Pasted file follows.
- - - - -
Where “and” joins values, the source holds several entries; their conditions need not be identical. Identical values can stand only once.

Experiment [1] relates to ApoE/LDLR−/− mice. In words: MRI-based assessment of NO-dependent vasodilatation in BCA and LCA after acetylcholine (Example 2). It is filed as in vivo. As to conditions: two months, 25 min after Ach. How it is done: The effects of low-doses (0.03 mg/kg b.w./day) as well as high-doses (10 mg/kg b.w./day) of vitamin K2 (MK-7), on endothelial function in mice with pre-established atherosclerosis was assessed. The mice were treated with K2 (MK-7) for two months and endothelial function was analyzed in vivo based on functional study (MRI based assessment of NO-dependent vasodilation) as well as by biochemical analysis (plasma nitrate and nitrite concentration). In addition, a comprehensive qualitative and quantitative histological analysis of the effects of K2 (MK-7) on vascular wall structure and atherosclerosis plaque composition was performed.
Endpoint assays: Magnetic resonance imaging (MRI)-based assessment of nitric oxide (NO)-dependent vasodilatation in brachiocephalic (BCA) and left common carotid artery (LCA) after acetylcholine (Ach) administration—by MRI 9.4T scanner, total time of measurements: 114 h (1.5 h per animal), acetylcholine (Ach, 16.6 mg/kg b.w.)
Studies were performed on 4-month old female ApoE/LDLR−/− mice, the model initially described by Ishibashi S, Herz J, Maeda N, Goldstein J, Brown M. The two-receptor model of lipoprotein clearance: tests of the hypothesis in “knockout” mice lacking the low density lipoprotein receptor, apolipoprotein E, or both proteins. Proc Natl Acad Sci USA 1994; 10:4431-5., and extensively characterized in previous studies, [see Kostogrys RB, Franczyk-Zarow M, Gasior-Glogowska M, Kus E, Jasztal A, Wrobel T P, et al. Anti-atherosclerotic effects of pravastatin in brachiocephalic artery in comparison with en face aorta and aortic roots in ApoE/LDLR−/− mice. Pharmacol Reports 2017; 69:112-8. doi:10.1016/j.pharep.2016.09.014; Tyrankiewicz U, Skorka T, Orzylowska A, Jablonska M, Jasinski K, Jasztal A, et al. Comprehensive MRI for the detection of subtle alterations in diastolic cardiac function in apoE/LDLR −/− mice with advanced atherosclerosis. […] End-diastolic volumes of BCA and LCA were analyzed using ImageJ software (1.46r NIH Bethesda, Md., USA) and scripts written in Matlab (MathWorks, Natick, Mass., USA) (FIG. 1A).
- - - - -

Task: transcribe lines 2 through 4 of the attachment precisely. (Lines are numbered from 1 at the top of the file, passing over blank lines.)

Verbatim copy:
Experiment [1] relates to ApoE/LDLR−/− mice. In words: MRI-based assessment of NO-dependent vasodilatation in BCA and LCA after acetylcholine (Example 2). It is filed as in vivo. As to conditions: two months, 25 min after Ach. How it is done: The effects of low-doses (0.03 mg/kg b.w./day) as well as high-doses (10 mg/kg b.w./day) of vitamin K2 (MK-7), on endothelial function in mice with pre-established atherosclerosis was assessed. The mice were treated with K2 (MK-7) for two months and endothelial function was analyzed in vivo based on functional study (MRI based assessment of NO-dependent vasodilation) as well as by biochemical analysis (plasma nitrate and nitrite concentration). In addition, a comprehensive qualitative and quantitative histological analysis of the effects of K2 (MK-7) on vascular wall structure and atherosclerosis plaque composition was performed.
Endpoint assays: Magnetic resonance imaging (MRI)-based assessment of nitric oxide (NO)-dependent vasodilatation in brachiocephalic (BCA) and left common carotid artery (LCA) after acetylcholine (Ach) administration—by MRI 9.4T scanner, total time of measurements: 114 h (1.5 h per animal), acetylcholine (Ach, 16.6 mg/kg b.w.)
Studies were performed on 4-month old female ApoE/LDLR−/− mice, the model initially described by Ishibashi S, Herz J, Maeda N, Goldstein J, Brown M. The two-receptor model of lipoprotein clearance: tests of the hypothesis in “knockout” mice lacking the low density lipoprotein receptor, apolipoprotein E, or both proteins. Proc Natl Acad Sci USA 1994; 10:4431-5., and extensively characterized in previous studies, [see Kostogrys RB, Franczyk-Zarow M, Gasior-Glogowska M, Kus E, Jasztal A, Wrobel T P, et al. Anti-atherosclerotic effects of pravastatin in brachiocephalic artery in comparison with en face aorta and aortic roots in ApoE/LDLR−/− mice. Pharmacol Reports 2017; 69:112-8. doi:10.1016/j.pharep.2016.09.014; Tyrankiewicz U, Skorka T, Orzylowska A, Jablonska M, Jasinski K, Jasztal A, et al. Comprehensive MRI for the detection of subtle alterations in diastolic cardiac function in apoE/LDLR −/− mice with advanced atherosclerosis. […] End-diastolic volumes of BCA and LCA were analyzed using ImageJ software (1.46r NIH Bethesda, Md., USA) and scripts written in Matlab (MathWorks, Natick, Mass., USA) (FIG. 1A).